Ramos: More Middle School Students Scheduled for Higher Level Math


As part of his first Superintendent’s report, Dr. John Ramos said that 74 South Orange Middle School students and 67 Maplewood Middle School students have been scheduled for a higher level math class this year due to “a new initiative” to review the end-of-year performance of rising 7th and 8th graders and identify students with “a high likelihood to be successful in the next higher math course.”

Ramos said that, as a result of this initiative, more students would be eligible to “take Algebra in Middle School and be on the trajectory to complete Calculus in High School and therefore be on the path to College and Career readiness that is vital to their success.”

Ramos also reported that the district had “a very successful range of summer programming with classes at Clinton, Seth Boyden, Jefferson and Columbia High School.” As a result, Ramos said that 24 students moved up a grade due to successful credit recovery, plus “dozens of students participated in step up classes in math and science to move up to a higher level for 2015-2016, and approximately 100 students completed on-line courses.”

“In addition,” said Ramos, “39 incoming 9th graders completed the Cougar Prep program, offered in partnership with the Loft and Family Connections, to help them prepare for a successful start to their high school career.”

Despite the new initiative to move middle school students to higher math levels, one mother of a middle school stated during public comments at the Board of Education meeting, “District policy for math placement is denying my daughter and children like her opportunities for growth.”

The parent said that all the movement upwards discussed by Ramos was from College Prep up to Honors, but that her daughter “did not make cutoff to accelerated math.” The mother explained that, even though MMS Principal Jerrill Adams agreed that her daughter should be accelerated, she could not be accelerated because “it comes down to one in-house test” while not taking into account high NJASK scores and grades. “The way we assess math in this district needs to change,” said the parent. “One test should not have this much weight.”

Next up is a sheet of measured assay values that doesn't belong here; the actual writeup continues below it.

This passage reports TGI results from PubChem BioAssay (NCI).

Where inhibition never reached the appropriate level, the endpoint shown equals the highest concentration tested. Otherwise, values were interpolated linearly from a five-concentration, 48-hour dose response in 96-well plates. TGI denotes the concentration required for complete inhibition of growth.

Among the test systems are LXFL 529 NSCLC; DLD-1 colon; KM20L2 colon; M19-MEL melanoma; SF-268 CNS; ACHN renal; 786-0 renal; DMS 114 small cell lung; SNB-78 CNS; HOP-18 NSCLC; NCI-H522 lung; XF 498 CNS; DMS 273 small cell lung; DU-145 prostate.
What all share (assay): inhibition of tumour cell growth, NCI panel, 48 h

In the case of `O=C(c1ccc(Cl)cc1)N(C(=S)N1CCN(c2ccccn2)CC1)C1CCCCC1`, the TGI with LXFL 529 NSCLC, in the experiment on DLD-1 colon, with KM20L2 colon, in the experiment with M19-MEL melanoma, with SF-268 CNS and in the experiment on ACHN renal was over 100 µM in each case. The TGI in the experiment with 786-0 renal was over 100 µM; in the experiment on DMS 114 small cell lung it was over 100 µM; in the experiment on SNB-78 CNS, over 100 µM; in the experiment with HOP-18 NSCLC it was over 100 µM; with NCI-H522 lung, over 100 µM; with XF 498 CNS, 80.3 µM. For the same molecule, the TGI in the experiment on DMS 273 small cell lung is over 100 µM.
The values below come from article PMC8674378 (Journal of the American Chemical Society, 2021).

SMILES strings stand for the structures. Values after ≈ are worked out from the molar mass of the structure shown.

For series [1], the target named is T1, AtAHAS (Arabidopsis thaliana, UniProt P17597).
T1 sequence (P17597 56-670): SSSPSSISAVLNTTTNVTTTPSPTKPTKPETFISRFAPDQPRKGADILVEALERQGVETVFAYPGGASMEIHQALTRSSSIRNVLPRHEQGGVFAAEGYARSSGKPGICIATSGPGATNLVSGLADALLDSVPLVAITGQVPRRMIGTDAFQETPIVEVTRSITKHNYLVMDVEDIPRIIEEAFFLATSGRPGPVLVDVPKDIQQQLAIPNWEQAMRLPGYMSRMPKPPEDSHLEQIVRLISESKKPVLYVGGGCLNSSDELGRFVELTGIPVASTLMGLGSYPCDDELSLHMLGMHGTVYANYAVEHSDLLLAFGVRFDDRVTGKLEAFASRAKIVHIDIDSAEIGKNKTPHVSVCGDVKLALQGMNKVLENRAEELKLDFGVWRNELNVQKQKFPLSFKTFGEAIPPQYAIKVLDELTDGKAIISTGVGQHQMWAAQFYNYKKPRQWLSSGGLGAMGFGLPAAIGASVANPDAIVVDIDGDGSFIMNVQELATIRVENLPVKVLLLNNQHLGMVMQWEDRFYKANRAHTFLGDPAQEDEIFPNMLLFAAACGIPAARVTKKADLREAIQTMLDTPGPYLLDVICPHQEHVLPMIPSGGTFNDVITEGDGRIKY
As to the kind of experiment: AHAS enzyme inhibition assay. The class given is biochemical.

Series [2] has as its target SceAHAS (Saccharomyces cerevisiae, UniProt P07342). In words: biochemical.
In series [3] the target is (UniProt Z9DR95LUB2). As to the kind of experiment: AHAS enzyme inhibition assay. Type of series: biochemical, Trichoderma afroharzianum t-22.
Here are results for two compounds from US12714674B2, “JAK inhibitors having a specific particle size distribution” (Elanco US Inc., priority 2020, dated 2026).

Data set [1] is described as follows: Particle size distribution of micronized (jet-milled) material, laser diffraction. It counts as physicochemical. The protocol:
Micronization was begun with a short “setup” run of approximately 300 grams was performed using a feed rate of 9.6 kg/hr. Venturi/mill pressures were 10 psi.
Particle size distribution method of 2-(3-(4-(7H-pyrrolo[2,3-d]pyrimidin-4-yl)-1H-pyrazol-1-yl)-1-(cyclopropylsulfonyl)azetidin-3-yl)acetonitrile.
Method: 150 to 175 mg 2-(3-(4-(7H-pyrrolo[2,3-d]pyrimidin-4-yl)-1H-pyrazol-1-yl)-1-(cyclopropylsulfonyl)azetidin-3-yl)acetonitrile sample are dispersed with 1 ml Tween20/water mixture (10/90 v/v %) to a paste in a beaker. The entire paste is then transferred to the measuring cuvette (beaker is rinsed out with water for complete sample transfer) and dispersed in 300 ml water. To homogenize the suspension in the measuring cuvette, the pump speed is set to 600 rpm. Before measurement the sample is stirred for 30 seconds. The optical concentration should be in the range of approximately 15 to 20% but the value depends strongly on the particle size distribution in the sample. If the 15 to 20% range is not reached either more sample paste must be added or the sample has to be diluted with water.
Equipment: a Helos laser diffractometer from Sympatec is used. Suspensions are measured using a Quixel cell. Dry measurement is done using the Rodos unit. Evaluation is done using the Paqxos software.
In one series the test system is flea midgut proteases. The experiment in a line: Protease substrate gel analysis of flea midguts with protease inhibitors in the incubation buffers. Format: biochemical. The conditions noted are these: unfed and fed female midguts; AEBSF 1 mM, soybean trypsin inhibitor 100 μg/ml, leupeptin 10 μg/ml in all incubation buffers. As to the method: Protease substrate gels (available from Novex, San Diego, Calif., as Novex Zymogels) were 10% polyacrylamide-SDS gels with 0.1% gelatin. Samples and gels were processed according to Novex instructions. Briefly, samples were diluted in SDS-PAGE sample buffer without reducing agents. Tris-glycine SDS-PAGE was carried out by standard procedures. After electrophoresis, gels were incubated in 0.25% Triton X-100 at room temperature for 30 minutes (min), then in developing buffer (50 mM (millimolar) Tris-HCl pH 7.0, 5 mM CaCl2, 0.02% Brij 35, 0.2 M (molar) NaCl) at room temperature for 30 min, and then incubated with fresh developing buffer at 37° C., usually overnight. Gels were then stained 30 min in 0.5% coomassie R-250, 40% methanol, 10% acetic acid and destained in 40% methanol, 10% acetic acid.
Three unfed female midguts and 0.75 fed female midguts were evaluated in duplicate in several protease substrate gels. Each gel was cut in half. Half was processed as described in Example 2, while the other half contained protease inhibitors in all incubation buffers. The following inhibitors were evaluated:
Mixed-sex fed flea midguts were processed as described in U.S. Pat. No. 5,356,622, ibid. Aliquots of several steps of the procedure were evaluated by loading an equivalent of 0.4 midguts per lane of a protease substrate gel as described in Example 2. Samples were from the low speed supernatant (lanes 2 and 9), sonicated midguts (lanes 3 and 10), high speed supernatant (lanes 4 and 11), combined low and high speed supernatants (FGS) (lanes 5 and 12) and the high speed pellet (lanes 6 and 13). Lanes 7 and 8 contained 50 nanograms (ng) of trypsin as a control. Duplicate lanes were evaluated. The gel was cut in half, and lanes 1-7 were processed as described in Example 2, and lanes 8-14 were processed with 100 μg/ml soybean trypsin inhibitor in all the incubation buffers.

Later in the meeting, Board member and former Board President Beth Daugherty asked that the Board of Education’s Equity and Excellence Committee “think about … the concept of the standard being Algebra 1 in 8th grade which right now is advanced honors in 8th grade. Are the kids college and career ready at 8th grade? We need to think about that being the standard and everything being on a trajectory to have them be successful in 8th grade with a full year of Algebra 1 with Geometry in 9th grade.”

Daugherty added that the students would need to be supported toward this goal from the moment they entered the district. “I think that’s a real conversation we have to have and getting it solidified in the goals is one way to go about this.” Daugherty added that making Algebra 1 the 8th grade standard would not “mean you can’t accelerate. That’s skipping a grade. We don’t want to lose that.”

Stephanie Lawson-Muhammad, who serves on the Equity and Excellence Committee, assured Daugherty that “the committee is committed to getting there.”

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